countries where the crop is mainly marketed through supermarkets there is constant pressure to improve quality, while returns remain constant or even in decline. The high cost of harvesting continues to be a major factor and has resulted in the use of cheap labour as well as the expansion of the industry into countries where labour is less expensive.

Against this background, effective pest and disease control is essential if farms are to remain viable. The aim of this book is the same as that in Mushrooms: Pest and Disease Control, namely to provide information on the problems of the crop and the best ways to overcome them to remain in business. In this respect, all the chapters have been revised, some in a major way, and many colour pictures added. Inevitably there is some duplication, for instance in methods of pest and disease control, where the same or similar points are made for various problems. However, in a new Chapter 3 details of processes and procedures with checklists are given, and referred to more briefly under specific problems.

In order to preserve and get the best results from the decreasing number of pesticides available to the industry, it is vital that growers are totally familiar with the label recommendations; not only those that refer to biological efficacy but also the safety instruc - tions. The industry may one day have to manage without pesticides, and the development of pest- or pathogen-resistant strains of spawn still seems to be a long way off. For these reasons alone, it is vital that growers use all means available to them in the management of pest and pathogen populations.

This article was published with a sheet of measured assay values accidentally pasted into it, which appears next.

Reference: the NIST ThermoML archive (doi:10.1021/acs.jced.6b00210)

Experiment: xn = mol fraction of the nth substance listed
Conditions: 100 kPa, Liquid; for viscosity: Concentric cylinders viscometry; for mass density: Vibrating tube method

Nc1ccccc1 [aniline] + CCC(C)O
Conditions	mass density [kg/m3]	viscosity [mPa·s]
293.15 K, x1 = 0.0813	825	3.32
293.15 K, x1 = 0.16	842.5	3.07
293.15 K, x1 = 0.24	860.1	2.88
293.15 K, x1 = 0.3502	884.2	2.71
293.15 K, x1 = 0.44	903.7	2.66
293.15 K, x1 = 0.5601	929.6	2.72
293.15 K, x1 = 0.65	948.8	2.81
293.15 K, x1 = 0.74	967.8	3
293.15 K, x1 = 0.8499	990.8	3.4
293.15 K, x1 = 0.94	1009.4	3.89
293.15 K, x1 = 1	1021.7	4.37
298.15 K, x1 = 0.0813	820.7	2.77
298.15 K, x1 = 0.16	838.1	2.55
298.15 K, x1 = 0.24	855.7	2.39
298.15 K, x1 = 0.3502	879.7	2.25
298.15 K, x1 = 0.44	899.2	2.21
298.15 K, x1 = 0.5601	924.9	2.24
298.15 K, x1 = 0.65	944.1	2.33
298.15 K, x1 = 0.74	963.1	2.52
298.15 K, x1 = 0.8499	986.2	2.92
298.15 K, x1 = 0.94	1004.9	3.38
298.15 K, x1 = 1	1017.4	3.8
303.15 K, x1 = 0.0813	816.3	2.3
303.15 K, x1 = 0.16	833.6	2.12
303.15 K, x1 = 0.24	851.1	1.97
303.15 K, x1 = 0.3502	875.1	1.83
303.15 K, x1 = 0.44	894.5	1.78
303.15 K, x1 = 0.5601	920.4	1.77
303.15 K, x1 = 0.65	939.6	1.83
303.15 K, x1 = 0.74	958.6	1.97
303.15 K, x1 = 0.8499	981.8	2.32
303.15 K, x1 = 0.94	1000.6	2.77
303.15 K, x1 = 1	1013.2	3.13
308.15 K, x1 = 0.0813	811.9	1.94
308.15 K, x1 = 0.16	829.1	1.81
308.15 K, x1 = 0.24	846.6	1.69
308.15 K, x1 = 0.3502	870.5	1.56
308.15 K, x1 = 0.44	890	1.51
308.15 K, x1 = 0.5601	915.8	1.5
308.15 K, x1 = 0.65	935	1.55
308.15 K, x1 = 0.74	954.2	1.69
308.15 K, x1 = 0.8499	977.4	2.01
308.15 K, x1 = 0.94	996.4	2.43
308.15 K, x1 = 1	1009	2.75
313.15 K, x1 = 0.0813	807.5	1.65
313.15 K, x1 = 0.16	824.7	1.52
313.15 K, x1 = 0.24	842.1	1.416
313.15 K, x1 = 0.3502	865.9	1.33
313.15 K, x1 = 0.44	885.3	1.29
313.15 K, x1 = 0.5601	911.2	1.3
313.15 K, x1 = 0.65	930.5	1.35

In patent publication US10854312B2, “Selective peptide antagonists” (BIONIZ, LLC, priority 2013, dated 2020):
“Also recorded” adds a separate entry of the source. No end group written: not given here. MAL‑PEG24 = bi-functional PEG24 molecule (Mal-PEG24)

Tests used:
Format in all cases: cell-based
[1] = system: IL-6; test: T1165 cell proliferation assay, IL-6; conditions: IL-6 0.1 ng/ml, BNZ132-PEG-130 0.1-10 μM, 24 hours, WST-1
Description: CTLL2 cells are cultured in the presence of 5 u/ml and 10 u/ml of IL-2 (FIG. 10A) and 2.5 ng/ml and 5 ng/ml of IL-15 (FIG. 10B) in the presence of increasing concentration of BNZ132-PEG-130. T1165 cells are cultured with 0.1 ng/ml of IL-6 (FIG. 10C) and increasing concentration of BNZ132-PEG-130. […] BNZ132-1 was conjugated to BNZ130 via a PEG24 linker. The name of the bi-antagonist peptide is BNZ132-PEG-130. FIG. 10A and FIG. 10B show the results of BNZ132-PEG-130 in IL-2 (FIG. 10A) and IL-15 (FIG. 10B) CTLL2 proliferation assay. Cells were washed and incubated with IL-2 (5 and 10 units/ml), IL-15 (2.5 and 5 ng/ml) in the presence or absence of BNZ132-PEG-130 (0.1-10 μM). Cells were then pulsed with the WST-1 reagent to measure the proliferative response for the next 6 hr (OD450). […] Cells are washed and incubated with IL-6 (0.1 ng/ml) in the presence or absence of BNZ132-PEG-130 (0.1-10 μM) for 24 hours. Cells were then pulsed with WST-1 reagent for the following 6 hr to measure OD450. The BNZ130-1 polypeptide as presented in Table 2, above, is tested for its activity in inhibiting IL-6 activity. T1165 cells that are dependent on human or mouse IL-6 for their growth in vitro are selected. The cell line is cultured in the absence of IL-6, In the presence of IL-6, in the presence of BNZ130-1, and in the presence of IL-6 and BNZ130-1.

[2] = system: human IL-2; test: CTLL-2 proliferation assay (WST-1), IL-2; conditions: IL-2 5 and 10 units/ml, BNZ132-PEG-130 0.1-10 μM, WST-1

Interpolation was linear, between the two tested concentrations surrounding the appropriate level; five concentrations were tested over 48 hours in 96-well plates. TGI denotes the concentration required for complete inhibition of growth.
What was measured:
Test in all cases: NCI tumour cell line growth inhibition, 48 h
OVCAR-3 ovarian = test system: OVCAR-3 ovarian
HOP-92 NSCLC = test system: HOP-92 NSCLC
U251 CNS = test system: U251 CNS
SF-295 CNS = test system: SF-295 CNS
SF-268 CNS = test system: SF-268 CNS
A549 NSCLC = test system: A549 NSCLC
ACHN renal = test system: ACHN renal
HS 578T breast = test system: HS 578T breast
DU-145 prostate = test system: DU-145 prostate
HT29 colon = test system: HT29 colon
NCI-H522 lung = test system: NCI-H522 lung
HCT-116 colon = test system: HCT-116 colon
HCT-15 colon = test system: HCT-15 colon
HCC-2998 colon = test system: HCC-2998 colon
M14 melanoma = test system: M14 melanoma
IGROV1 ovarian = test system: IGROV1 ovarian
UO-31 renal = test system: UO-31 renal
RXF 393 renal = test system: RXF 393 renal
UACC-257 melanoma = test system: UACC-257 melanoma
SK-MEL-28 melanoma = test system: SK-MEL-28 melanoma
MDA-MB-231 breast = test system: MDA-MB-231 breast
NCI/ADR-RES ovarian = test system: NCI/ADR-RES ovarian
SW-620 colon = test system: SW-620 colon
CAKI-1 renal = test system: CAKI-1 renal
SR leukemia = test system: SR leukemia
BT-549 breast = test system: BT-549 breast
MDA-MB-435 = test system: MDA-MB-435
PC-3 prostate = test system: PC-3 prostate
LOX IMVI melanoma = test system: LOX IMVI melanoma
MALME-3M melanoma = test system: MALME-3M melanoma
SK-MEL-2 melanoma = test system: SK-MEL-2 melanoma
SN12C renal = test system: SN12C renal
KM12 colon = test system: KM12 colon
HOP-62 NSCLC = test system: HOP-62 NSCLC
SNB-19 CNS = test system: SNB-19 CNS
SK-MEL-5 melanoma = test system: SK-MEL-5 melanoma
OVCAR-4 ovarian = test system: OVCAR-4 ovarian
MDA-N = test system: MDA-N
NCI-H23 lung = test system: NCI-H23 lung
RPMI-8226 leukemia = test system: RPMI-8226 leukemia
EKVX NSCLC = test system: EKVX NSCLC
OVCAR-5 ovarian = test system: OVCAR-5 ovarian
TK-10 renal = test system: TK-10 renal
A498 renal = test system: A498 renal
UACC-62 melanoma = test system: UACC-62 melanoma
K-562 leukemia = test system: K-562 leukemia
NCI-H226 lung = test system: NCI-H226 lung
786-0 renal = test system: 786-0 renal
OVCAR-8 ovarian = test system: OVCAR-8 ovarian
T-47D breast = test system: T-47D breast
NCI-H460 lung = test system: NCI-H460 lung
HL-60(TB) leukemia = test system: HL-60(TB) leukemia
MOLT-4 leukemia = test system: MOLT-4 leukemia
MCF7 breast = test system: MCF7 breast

Finally, a word of caution: the international situation regarding the registration of pesticides for use on the crop is ever-changing. There is also no universal agreement on which pesticides should or should not be registered. Each country makes its own decision. With the present speed of change, it is likely that some active ingredients mentioned in this book will have been withdrawn from use in some countries by the time the book is published. In addition, the rate of use of formalin suggested in this book is the maximum permissible rate for the UK; this rate may not be permissible in other countries. It is therefore vitally important that the national list of approved products is consulted before a choice of chemical is made and that it should be used at the rate shown on the label. The product labels must be read very carefully before using a chemical and the stated safety recommendations must be strictly followed at all times. The most toxic pesticides and Formalin require the operator to wear full protective clothing including the correct respirator filter. The product label also gives a harvest interval and this, together with the correct rate, will insure that the treated mushrooms do not have undesirable residues.

It is hoped that this book will be of value to the mushroom industry in every country where the crop is grown. The metric units used in this book are not in common usage in all countries and with this in mind Appendix 3, which contains conversions to other units, has been included.

We express our appreciation to the many people who have contributed in one way or another to the information contained in this book. In particular, we wish to thank Dr Helen Grogan for her very significant research contribution during the past 12 years. We also thank Judy Allan, John Burden, Alan Clift, F.J. Gea, Geoff Izard, Martmari van Greuning, Brian Oxley, Steve Newton, Peter Romaine, Greg Seymour, and Andrew Tinsley for information and photographs and in particular Dr Peter Mills for the use of photographs (78, 101, 122, 130–140, 146–150, 156, and 159) that belonged to the Glass - house Crops Research Institute and Warwick/HRI. We are also extremely grateful to Professor Fred Last and Pat Fletcher for their very useful comments on, and help with the preparation of the manuscript.

Finally we are very grateful for the contributions which are also acknowledged in the appropriate places in the book, by Professor Danny Rinker for his North American perspective, to Jane Smith for help with the pest section, and to Professor Albert Eicker for his contribution to the moulds chapter.